Luke 21:34 states, “Beware that your hearts do not become drowsy.” As we prepare to kick-off the season of Advent 2015, Christ implores us to be alert to the dangers of a drowsy heart. I was flabbergasted when I walked into a store the week after Halloween to hear Christmas music floating through the air. I absolutely love Christmas music and, when the time comes, will listen to it right up through the celebration of the Epiphany. However, I find it humorous and a bit befuddling that it seems that we begin to hear Christmas music earlier and earlier each year and yet, on December 26th, it becomes a scavenger hunt to find the familiar, heartwarming tunes on the air and in stores. As Catholics, we have not even celebrated the visit of the magi yet and the Christmas airwaves have gone silent.
The holiday season is notorious for its stress, anxiety and drain on our time and energy. Our Advent calendars become filled with shopping excursions, parties, decking the halls and busying ourselves in the kitchen. All of these are wonderful ways to express our love for the season and our love for one another. However, I find that the older I get and the more responsibilities I gain, it becomes harder to latch onto, and maintain, the wide eyed childhood wonder and awe of the Christmas season in its entirety. By the time December 26th rolls around, my heart is drowsy. In the midst of the hustle and bustle, the Word speaks to us again. Proverbs 4:23 states, “With closest custody guard your heart, for in it are the sources of life.”
Let us take a moment to reflect on what has arrived for us as Catholics as we begin this season of Advent. Our salvation was made visible with the birth of a child. Isaiah 9:5 proclaims, “For a child is born to us, a son is given us; upon his shoulder dominion rests. They name him Wonder-Counselor, God-Hero, Father-Forever, Prince of Peace.” The dancing harmonies of Handel’s Messiah begin to reverberate through my mind. The prophet Isaiah is speaking to each one of us. A child is born to US. The salvation of the world, the salvation of sinners was born to us as a helpless, dependent infant made of flesh and bone, nerves and muscle just as we are. Physiologically speaking, a newborn quickly learns to experience life and receive sustenance through one of the highest density of touch receptors in its wonderfully created body; the lips and tongue. As Catholics we are able to receive life, power, and renewal through the highest concentration of touch receptors in the body each time we receive the Eucharist.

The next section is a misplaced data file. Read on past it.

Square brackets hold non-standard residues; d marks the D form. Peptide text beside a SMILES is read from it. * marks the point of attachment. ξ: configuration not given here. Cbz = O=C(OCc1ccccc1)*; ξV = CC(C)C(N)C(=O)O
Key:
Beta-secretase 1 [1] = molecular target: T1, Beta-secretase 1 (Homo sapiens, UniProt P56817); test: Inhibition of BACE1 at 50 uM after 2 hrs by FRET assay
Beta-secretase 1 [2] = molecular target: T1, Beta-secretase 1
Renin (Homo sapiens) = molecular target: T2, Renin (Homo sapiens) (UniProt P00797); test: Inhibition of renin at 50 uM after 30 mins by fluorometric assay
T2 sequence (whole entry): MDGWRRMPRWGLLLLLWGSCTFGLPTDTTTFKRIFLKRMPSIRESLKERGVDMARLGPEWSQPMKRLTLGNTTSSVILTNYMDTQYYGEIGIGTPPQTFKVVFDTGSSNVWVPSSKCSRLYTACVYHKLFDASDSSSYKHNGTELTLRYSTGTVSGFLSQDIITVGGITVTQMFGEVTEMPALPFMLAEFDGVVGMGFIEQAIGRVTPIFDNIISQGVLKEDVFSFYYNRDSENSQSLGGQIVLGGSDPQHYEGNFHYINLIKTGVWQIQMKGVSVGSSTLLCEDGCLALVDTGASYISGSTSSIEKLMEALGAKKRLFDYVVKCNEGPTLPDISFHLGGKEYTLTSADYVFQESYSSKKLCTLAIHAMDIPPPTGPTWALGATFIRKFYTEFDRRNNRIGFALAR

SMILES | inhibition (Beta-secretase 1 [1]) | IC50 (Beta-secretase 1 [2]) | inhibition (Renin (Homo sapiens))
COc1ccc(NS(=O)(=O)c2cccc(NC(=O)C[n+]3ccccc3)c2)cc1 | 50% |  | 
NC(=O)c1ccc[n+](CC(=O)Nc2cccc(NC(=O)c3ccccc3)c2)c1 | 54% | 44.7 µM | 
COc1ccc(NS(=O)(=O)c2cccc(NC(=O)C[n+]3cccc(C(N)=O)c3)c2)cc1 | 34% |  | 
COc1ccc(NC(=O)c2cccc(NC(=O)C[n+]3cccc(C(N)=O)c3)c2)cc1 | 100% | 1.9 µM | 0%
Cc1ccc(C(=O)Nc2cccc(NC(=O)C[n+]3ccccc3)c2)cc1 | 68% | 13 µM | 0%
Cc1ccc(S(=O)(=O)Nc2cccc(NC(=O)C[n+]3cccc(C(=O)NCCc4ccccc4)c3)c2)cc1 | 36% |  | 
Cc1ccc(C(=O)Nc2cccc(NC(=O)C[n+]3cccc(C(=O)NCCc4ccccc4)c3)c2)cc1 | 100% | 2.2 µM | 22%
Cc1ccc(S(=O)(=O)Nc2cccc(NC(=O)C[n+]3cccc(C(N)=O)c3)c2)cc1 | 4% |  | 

What happens when we make an effort to guard our hearts and offer our bodies as “weapons of righteousness” to open ourselves to fully experience the breadth of receiving the flesh of Christ, the power of Christ? What kind of change would that create in us? What kind of change would it create in our families, our communities and our churches? How would this change affect our experience of the Advent and Christmas season? This power can seem frightening, but Scripture speaks to us through 1 John 4:18, “There is no fear in love, but perfect love drives out fear because fear has to do with punishment, and so one who fears is not yet perfect in love.” We have arrived. This is our Advent. It is time to prepare our heart, mind, body, and soul to celebrate the arrival of our Wonder-Counselor.
For more resources on this Advent season, please visit our Advent Resources page.